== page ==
FIG. 1A illustrates a typical digital phase shifter of the type which may be used in the FIG. 1 antenna. The phase shifter includes three phase shifting bits 15, 17, and 19, which change the phase of wave energy signals in discrete phase steps. The FIG. 1A phase shifter is a three bit phase shifter which changes wave energy signals in binary fractions of 360, that is 180, 90, and 45. The smallest bit of the FIG. 1 phase shifter is 45, and consequently this is the smallest increment by which the total phase of signals passing through the phase shifter may be changed. Thus, if the phase shifter is set as closely as possible to a desired phase value, it is possible that the phase shifter may have a phase which deviates from the desired phase value by as much as 22.5.

FIG. 2 illustrates a set of phase functions, φ10, φ12, etc., for the antenna of FIG. 1. Each phase function represents the ideal phase of wave energy signals supplied to an element 10, 12, etc., in order for the radiation from the FIG. 1 antenna to be reinforced in a desired radiation angle θ. For convenience, the value of the phase of signals supplied to all elements for θ=0 has been selected to be zero.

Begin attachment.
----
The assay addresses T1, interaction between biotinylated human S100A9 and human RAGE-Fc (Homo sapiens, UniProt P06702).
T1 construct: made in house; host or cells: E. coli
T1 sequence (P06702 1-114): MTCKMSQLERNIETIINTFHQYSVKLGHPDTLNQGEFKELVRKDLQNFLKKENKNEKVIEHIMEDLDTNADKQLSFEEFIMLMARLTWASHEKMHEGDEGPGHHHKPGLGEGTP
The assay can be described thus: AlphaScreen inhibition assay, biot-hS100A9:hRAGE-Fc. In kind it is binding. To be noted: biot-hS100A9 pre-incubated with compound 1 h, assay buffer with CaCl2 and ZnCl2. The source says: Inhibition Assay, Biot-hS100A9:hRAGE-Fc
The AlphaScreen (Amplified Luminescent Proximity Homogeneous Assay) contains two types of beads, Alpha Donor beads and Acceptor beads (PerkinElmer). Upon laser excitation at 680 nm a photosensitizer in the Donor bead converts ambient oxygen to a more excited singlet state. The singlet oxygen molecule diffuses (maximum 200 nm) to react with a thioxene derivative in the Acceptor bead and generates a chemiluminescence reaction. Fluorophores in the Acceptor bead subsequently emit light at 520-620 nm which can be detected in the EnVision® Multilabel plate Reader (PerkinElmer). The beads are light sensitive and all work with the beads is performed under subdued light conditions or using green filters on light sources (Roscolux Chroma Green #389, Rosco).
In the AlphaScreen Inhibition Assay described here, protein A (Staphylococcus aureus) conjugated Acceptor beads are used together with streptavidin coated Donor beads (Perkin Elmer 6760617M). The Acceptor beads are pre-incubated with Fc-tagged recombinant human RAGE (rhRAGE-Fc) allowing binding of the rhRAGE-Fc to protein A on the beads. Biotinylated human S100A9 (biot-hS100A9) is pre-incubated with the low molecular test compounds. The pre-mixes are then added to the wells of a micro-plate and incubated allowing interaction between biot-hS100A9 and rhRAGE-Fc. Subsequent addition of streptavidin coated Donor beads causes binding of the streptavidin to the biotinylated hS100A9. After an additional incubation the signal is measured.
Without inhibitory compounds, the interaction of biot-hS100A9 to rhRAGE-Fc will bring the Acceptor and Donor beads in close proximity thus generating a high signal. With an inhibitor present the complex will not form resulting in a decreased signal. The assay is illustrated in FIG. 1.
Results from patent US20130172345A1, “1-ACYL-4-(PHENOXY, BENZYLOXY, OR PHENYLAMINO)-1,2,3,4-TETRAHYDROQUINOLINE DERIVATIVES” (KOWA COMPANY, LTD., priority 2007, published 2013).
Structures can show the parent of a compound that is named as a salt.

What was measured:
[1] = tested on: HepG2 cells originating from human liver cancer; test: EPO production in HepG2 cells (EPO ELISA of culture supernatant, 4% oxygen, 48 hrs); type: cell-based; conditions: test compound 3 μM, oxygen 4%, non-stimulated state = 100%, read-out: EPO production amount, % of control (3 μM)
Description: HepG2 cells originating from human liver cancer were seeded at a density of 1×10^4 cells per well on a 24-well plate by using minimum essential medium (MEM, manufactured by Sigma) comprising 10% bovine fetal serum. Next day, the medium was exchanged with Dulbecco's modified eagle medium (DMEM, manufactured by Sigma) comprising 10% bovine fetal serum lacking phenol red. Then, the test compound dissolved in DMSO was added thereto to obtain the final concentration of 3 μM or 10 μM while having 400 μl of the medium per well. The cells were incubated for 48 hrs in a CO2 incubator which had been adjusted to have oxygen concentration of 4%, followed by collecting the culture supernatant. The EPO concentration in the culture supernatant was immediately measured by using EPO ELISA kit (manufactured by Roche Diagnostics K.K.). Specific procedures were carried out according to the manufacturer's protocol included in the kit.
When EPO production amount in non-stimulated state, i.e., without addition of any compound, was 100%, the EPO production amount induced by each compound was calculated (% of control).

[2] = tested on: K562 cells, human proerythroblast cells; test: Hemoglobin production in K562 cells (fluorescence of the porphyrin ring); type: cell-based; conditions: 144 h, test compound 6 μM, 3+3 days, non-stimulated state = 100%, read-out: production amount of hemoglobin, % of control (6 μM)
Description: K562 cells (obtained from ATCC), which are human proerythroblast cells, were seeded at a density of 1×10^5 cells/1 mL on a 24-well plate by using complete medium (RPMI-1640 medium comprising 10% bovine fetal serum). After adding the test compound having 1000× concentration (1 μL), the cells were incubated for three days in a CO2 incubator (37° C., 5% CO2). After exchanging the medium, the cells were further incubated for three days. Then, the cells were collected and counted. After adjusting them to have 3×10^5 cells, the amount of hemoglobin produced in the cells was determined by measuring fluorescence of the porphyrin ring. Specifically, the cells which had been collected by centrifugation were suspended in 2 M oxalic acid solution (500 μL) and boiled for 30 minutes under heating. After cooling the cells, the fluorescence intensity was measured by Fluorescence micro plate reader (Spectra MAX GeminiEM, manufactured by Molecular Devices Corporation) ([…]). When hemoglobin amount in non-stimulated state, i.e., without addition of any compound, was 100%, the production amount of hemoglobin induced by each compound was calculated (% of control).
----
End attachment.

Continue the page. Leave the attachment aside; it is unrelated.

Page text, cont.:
FIG. 3 illustrates the prior art phase quantization for phase shifters 24, and 24' to approximate ideal phase functions φ14 and φ14,. Only positive values of θ are illustrated since the ideal functions are symmetrical. Because the value of the phase of the phase shifters can be changed only in steps of 45, or integral multiples of 45, the actual phase difference between the phase of signals supplied to elements 14 and 14', indicated as φ24 and φ24', is different than the ideal phase difference by as much as 45. This phase error, ε is plotted in FIG. 4 as a function of the sine of the scan angle θ.